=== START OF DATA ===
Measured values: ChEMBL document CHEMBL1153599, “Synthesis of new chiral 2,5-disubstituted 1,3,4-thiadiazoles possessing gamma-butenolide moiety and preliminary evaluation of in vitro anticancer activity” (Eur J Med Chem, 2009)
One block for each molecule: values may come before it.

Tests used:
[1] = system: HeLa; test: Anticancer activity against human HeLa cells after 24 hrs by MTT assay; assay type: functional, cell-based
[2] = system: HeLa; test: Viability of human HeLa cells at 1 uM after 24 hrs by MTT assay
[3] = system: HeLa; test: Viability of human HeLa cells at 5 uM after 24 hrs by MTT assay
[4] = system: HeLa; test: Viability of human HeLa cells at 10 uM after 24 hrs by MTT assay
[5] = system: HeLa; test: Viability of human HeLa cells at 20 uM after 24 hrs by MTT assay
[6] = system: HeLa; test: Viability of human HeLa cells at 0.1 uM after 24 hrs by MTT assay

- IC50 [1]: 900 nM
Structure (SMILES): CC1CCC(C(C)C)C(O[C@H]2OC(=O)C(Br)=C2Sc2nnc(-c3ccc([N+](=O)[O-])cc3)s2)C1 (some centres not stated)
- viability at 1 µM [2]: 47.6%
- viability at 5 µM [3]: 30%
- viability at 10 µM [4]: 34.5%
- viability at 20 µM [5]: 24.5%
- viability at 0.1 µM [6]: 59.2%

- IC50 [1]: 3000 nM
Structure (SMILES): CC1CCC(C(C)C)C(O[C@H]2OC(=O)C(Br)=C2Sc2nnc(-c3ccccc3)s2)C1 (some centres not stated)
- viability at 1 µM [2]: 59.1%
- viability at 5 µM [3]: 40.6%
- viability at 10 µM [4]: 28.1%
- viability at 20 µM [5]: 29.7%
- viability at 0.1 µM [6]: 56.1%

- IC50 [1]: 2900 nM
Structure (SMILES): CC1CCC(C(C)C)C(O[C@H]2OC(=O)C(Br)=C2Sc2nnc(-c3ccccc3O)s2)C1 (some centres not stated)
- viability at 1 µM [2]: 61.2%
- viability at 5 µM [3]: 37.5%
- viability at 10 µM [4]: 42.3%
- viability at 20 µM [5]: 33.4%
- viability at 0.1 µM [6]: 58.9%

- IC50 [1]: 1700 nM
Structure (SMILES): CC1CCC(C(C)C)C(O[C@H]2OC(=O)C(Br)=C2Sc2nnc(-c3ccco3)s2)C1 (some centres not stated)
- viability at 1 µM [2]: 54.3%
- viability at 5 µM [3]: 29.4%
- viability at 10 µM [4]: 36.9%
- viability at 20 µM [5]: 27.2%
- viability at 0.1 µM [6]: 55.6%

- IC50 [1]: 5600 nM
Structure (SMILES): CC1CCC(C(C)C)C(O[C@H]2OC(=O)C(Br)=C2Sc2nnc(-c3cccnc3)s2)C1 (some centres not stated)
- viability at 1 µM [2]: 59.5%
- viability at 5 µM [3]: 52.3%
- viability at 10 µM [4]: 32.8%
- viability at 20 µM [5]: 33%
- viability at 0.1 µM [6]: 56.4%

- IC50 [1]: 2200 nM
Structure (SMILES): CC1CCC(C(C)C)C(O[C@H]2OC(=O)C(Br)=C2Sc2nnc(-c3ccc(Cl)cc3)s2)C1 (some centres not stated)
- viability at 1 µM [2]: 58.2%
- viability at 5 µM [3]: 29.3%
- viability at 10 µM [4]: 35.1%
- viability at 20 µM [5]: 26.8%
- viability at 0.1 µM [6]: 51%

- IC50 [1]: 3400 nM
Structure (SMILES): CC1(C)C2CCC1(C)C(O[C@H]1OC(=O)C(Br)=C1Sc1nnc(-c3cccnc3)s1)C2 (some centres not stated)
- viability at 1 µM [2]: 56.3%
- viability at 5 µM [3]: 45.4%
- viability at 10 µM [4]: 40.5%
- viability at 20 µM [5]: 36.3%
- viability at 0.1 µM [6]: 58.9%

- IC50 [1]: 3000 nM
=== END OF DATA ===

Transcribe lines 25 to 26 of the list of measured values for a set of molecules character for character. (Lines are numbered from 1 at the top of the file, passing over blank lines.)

Structure (SMILES): CC1CCC(C(C)C)C(O[C@H]2OC(=O)C(Br)=C2Sc2nnc(-c3ccccc3O)s2)C1 (some centres not stated)
- viability at 1 µM [2]: 61.2%